The new school year has begun, with students, parents, school staff, and the whole county getting back into the school year routine. As the weather holds, many children and adults are making use of their feet and bikes to get to and from school, work, and other destinations. To help us all be safer, whether behind the wheel of a motor vehicle or using our own power, the Safe Routes to School Committee is sharing a reminder: “Walk Left and Ride Right.”
While a catchy little phrase, it also has great significance in keeping everyone safe while sharing roadways. When there is no sidewalk or trail option, by walking on the left side of the road, against traffic, people on foot are able to see oncoming vehicles and establish eye contact with drivers. Wearing brightly colored and reflective clothing also helps make pedestrians more visible to others using the roadway, especially at dawn, dusk, and other low-light hours. As fall progresses into winter, darkness will be the new norm for the main commute hours, making visibility even more important. Parents and other adults are encouraged to share these safety lessons with the children in their lives, to help make for a safe and active fall.
“Both pedestrians and vehicle operators have a shared responsibility for safety. Pedestrians must be aware off their surroundings especially when traveling on roadways without sidewalks. Drivers must be aware of all pedestrian traffic and in areas where it’s higher or there is more congestion, give the roadway your full focus,” said Cook County Sheriff, Pat Eliasen.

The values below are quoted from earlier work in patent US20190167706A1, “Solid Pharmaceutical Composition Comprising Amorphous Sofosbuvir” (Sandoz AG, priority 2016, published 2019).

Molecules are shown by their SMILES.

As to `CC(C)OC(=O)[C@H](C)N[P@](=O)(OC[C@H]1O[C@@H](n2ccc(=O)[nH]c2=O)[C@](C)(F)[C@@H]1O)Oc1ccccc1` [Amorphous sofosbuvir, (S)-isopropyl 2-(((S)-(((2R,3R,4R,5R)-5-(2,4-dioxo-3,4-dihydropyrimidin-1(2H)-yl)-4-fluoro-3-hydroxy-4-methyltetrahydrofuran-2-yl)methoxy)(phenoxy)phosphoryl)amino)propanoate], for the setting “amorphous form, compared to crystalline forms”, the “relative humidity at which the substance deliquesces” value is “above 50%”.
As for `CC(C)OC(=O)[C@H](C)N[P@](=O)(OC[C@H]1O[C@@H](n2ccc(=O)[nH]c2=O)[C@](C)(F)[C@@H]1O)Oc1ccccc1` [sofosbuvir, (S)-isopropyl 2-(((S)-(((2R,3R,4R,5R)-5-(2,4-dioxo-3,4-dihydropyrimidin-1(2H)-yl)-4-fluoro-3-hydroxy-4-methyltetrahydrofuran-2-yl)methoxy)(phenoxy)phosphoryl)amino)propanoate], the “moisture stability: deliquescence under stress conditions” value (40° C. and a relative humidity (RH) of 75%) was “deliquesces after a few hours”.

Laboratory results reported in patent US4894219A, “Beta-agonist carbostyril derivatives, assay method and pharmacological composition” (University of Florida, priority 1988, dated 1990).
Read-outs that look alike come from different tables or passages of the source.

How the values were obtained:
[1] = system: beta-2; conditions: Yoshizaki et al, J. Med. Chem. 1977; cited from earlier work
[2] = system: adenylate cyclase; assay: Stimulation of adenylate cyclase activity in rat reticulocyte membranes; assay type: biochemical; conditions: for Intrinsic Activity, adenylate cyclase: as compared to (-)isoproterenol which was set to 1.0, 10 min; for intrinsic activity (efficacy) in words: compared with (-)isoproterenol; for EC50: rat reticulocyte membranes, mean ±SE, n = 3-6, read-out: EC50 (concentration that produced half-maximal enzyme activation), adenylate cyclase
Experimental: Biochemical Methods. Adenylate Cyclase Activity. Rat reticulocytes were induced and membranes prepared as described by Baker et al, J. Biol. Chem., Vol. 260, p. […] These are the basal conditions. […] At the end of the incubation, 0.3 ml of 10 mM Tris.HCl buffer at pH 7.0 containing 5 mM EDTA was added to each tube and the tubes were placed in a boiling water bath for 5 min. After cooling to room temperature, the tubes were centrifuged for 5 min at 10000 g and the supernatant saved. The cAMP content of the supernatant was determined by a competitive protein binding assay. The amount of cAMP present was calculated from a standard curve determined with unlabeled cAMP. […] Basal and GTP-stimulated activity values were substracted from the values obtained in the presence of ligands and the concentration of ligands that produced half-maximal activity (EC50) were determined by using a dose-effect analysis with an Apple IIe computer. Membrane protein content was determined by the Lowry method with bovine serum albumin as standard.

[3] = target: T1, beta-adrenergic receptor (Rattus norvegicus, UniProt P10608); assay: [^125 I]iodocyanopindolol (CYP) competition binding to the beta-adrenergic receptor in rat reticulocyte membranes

Just as motor vehicles stay on the right, bicyclists also need to ride on the right hand side of the road. Bicycles are considered vehicles, so when riding on the street, traffic laws apply. Riding against traffic, on the left, increases risk of collision with vehicles, especially at intersections where drivers are not expecting a fast moving bicycle riding on the left side of the road. Over the past three years, 3rd graders at Sawtooth Elementary and Great Expectations School have learned the importance of “Ride Right” through in-school bike education. A relaunch of this program, with 4th grade students, will be coming in the 2018-2019 school year.
The Safe Routes to School Committee works year-round to make it safer and easier for children to walk and bike to and from school. Studies have found that physical activity, such as walking or biking to school, allows students to concentrate better during the school day. And while many students in our county do not live in Grand Marais, many walk or bike to an afterschool destination in Grand Marais. In September, Slow Down lawn signs, school zone speed enforcement, and other efforts were all at work reminding our community that school has started and drive carefully to keep students safe. International Walk to School Day will be celebrated on Wed., October 4th, with three routes of Walking School Buses in Grand Marais accompanied by law enforcement and community volunteers. For more information, visit the event page.
Cook County Safe Routes to School (SRTS) strives to improve the health of kids and our community by making walking and bicycling to school safer, easier, and more enjoyable. For more information about Safe Routes to School Walk to School Day, to volunteer, or for a Slow Down lawn sign, contact SRTS Coordinator, Maren Webb, at 218-387-2330 or email@example.com.
Originally published in the Cook County News-Herald, September 9, 2017.